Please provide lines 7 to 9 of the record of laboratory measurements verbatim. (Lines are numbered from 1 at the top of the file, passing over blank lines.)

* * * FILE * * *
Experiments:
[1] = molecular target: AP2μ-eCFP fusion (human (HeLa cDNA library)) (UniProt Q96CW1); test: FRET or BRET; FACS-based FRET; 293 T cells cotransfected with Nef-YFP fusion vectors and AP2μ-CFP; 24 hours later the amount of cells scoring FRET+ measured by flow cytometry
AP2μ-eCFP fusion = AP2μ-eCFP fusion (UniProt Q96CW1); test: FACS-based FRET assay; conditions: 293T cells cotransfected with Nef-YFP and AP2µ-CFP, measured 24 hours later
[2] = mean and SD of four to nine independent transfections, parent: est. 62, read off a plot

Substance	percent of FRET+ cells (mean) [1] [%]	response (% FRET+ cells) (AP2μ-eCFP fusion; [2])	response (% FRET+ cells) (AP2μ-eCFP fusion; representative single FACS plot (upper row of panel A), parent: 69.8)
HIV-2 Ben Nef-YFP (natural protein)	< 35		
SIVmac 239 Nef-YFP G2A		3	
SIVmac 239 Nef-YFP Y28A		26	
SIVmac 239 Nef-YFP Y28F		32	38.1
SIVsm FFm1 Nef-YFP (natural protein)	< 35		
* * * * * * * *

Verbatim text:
SIVmac 239 Nef-YFP G2A		3	
SIVmac 239 Nef-YFP Y28A		26	
SIVmac 239 Nef-YFP Y28F		32	38.1